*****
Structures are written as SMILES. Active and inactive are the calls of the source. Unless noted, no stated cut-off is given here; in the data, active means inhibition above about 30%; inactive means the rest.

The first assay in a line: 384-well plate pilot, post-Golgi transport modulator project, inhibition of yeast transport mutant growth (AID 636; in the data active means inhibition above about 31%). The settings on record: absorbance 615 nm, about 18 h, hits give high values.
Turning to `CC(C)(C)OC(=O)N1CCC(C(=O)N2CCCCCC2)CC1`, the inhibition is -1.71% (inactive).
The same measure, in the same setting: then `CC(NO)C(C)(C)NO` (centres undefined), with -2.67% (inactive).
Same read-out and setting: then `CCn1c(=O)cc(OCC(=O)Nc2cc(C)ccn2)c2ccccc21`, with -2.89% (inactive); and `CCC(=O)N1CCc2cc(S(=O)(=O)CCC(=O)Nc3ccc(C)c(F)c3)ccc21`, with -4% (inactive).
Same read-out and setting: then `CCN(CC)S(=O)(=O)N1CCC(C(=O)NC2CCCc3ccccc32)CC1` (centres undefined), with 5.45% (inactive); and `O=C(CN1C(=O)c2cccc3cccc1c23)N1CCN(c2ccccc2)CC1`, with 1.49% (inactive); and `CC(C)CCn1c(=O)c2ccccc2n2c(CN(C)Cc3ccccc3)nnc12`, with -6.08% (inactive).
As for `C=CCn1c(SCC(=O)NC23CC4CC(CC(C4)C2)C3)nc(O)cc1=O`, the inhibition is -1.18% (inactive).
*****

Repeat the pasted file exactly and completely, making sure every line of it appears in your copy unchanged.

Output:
Structures are written as SMILES. Active and inactive are the calls of the source. Unless noted, no stated cut-off is given here; in the data, active means inhibition above about 30%; inactive means the rest.

The first assay in a line: 384-well plate pilot, post-Golgi transport modulator project, inhibition of yeast transport mutant growth (AID 636; in the data active means inhibition above about 31%). The settings on record: absorbance 615 nm, about 18 h, hits give high values.
Turning to `CC(C)(C)OC(=O)N1CCC(C(=O)N2CCCCCC2)CC1`, the inhibition is -1.71% (inactive).
The same measure, in the same setting: then `CC(NO)C(C)(C)NO` (centres undefined), with -2.67% (inactive).
Same read-out and setting: then `CCn1c(=O)cc(OCC(=O)Nc2cc(C)ccn2)c2ccccc21`, with -2.89% (inactive); and `CCC(=O)N1CCc2cc(S(=O)(=O)CCC(=O)Nc3ccc(C)c(F)c3)ccc21`, with -4% (inactive).
Same read-out and setting: then `CCN(CC)S(=O)(=O)N1CCC(C(=O)NC2CCCc3ccccc32)CC1` (centres undefined), with 5.45% (inactive); and `O=C(CN1C(=O)c2cccc3cccc1c23)N1CCN(c2ccccc2)CC1`, with 1.49% (inactive); and `CC(C)CCn1c(=O)c2ccccc2n2c(CN(C)Cc3ccccc3)nnc12`, with -6.08% (inactive).
As for `C=CCn1c(SCC(=O)NC23CC4CC(CC(C4)C2)C3)nc(O)cc1=O`, the inhibition is -1.18% (inactive).